Low code low cost Teams Governance

Only a couple of years old and Microsoft Teams is already the biggest chat based collaboration tool out there. Similar to SharePoint there is a lot of things you might need to consider regarding governance of the tool before releasing it to the business. Prefix or Suffix, Privat or Public, what about external users.  In this post I’ll will be sharing some of the thing you can implement yourself using low code approach with SharePoint, Flow and Teams PowerShell.

Goal:

Create a “low code low cost” solution using Out of the Box services in Office 365 and Azure, to simplify the operational task managing Teams. This will allow endusers the ability to create Teams as needed and at the same time give IT the means to  control prefix/suffix, external sharing settings.

Please remember that Governance is an ongoing process that should be updated and changed as your business adopts the tools. It’s like a house, if you look after it and give it a paint job now and then it will look great all the time if not then it will slowly look less nice and a major renovation will cost a lot more.

Below is my top 5 governance actions for Teams:

  1. Limit who can create Groups | by default everyone(250) | Admins (500 K)
  2. Implement Prefix/Suffix in teams alias
  3. Private, Public, Org-wide,
  4. Manage External guest invitation
  5. Automatic provisioning of Teams

Honorable mentions:

  • Using dynamic membership in Azure AD | Requires Azure AD P1
  • Monitor teams usage
  • Backups retention outside of Office 365
  • Teams Expiration Policy

 

Technology involved:

A valid Microsoft Office 365 and Azure subscription

MS Flow | Is a service that helps you create automated workflows between your favorite apps and services to synchronize files, get notifications, collect data and more

SharePoint Online | SharePoint helps you create portals as intranet, extranet to securely collaborate and share information

Azure Automation | An Azure service used to configure and automate operational tasks across Azure and on-premises environment

PnP PowerShell | Community driven SharePoint Patterns and Practices (PnP) contains a library of PowerShell commands (PnP PowerShell) that allows you to perform complex provisioning and artifact management actions towards both SharePoint on-premises and Online.

PowerShell, PowerShell, PowerShell | PowerShell helps system administrators and power-users rapidly automate tasks that manage operating systems (Linux, macOS, and Windows) and processes.

 

Steps involved:

  • Creating MS SharePoint list to collect relevant information about the new Team
  • Create your PowerShell Runbook in Azure Automation
  • Create MS Flow to send web hook data to Azure Automation runbook
  • Test your solution

 

Creating the SharePoint List:

The SharePoint list itself should contains relevant data that you will need to provision the site, the list could be create in any SharePoint site as long as users have access to add new items to it.

Example:

Title | mandatory text field

Owner | mandatory people field

Allow External Access | mandatory yes/no field to verify if the should be allowed to be shared externally or not

Link | hyperlink field, will be populated with the lik to the SharePoint site if needed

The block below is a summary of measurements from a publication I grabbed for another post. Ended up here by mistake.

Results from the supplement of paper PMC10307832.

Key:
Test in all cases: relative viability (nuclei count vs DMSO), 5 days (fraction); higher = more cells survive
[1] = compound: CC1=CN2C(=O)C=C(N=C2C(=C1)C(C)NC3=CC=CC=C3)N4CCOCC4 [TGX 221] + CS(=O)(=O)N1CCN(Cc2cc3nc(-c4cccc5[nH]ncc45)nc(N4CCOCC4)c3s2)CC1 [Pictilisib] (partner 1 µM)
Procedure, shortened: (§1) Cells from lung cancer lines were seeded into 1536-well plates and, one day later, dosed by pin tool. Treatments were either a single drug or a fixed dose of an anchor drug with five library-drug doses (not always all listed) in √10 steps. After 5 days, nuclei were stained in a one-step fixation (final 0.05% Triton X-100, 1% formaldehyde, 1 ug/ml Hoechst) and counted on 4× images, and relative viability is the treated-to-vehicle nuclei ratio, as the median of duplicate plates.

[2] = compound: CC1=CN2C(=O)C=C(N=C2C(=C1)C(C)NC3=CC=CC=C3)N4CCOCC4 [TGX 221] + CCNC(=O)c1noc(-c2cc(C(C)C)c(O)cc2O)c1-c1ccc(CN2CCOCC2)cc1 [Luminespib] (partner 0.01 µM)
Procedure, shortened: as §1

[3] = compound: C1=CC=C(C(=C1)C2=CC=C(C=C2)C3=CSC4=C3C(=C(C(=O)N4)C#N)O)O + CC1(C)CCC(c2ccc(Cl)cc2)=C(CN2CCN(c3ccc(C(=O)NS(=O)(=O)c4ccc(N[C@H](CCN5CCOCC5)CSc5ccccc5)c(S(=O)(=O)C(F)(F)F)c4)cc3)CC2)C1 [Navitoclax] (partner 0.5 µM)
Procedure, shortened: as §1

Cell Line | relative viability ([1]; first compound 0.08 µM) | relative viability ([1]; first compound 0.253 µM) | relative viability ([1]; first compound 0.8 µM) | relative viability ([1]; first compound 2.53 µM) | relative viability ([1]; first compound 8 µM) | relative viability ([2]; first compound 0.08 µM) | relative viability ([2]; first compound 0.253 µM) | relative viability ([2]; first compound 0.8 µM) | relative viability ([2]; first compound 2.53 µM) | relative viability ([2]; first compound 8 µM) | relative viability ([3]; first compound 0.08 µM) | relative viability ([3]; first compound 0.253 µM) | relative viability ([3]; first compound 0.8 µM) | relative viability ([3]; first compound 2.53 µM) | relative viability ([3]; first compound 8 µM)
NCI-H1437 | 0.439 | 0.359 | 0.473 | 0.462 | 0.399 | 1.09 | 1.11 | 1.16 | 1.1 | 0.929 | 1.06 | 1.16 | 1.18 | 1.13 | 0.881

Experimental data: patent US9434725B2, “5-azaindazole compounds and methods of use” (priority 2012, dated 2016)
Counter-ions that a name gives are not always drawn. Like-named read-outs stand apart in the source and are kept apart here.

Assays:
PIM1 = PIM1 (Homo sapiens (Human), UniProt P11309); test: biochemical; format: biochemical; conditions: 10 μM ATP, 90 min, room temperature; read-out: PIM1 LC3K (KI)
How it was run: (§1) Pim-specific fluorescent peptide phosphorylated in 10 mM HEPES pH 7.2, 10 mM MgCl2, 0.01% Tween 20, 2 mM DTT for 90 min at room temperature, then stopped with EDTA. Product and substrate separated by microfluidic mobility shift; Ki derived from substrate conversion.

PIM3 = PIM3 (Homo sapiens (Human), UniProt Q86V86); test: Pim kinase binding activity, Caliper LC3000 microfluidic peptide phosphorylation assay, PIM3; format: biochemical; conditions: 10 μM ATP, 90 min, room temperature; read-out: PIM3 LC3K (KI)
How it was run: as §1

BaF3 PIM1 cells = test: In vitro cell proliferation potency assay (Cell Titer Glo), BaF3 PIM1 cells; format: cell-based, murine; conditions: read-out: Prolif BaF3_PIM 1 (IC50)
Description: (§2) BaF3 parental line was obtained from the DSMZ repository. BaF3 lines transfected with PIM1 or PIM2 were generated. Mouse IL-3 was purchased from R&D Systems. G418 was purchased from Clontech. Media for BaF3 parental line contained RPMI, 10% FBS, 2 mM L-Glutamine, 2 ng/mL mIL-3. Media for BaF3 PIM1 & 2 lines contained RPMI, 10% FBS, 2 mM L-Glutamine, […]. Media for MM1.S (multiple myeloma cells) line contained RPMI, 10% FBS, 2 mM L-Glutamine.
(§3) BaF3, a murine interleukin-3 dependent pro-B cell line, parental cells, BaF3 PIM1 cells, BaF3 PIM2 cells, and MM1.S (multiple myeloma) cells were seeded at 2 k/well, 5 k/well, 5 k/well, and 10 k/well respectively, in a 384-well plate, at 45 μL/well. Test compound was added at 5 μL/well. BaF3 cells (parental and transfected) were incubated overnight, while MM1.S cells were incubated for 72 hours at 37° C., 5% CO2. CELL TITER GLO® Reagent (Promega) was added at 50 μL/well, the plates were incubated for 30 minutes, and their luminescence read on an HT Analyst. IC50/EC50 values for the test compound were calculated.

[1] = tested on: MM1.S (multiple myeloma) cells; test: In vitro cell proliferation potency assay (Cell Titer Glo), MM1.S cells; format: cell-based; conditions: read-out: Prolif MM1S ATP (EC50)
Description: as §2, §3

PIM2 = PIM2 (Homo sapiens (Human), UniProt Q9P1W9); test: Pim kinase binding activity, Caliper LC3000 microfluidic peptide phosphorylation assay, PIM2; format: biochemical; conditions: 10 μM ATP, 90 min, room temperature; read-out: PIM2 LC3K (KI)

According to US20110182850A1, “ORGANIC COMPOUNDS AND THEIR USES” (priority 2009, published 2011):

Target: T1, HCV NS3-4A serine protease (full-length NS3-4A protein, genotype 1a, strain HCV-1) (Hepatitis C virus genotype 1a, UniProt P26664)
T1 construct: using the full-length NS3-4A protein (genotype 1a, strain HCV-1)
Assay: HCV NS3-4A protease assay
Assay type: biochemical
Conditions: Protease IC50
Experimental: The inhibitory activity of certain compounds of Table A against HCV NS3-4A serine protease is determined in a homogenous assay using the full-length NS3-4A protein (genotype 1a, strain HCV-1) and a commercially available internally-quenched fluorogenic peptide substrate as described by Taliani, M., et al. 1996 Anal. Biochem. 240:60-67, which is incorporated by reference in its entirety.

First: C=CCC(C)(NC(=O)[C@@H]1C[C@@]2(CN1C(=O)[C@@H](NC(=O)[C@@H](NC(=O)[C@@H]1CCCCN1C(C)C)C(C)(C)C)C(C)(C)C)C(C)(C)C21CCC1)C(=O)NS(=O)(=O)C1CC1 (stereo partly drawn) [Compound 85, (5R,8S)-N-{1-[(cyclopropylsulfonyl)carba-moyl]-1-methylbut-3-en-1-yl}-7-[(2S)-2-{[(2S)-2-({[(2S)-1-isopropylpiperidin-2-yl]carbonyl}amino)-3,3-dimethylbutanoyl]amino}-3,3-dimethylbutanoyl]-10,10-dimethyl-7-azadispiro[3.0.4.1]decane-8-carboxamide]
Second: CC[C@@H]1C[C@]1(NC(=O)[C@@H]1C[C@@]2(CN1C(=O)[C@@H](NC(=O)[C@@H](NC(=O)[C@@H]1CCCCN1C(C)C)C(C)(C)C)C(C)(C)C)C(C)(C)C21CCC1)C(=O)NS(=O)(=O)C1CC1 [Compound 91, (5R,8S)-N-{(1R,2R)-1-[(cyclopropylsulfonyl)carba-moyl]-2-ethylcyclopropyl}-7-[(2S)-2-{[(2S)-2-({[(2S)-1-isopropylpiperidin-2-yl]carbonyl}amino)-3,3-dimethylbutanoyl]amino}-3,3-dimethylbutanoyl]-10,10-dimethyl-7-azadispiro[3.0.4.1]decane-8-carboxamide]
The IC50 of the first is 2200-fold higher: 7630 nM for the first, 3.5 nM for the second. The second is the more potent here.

Teams created | free text field to write back to the list if something fails during provisioning, this field can be hidden in the form using PowerApps

 

Creating the Automation account and webhook:

Please refer to this post of mine, where you will find details on how to create a Automation Account, PowerShell Runbook and Flow webhook.

 

Microsoft Flow data:

Your Flow should should at least send the following variables to Azure Runbook webhook:

TeamsName: the alias of the team, you can spesify any prefix/suffix or id’s as needed, this alias have to be unique, as it is used as email address and SharePoint site URL

TeamsDisplayName: the title of the Team

TeamsOwner: the person who owns the Team

siteURL: this is the variabel of the site where the list above resides

listName: this is the name of the list above

listItemID: this is the id the the list item the runbook will write back the SharePoint Link and Provisioning status to

allowGuestAccess: the is the yes/no response if the Team should allow external of not, if No we disable the external sharing option for this Team

FlowForAutomationRunbook

 

Azure Automation PowerShell Runbook:

The code to the whole runbook can be seen here: https://github.com/JimmyHang/msTeamsProvisioning/blob/master/msTeamsProvisioning.ps1

The steps innvolved in the code is as follows:

  1. The runbook reads the parameters from our Flow webhook above
  2. Creates a new Team, using Teams PowerShell version 1, this module needs to be imported to the automation accounts first reference here: https://docs.microsoft.com/en-us/powershell/module/teams/?view=teams-ps
  3. The runbook then creates channel folders in the destination SharePoint site, we do this in order to be able to pre-upload document templates to the channels
  4. The runbook then updates the list item with relevant status

 

Thats all, have fun with Microsoft Teams, 😉

 

Cheers

Leave a Reply

Fill in your details below or click an icon to log in:

WordPress.com Logo

You are commenting using your WordPress.com account. Log Out /  Change )

Google photo

You are commenting using your Google account. Log Out /  Change )

Twitter picture

You are commenting using your Twitter account. Log Out /  Change )

Facebook photo

You are commenting using your Facebook account. Log Out /  Change )

Connecting to %s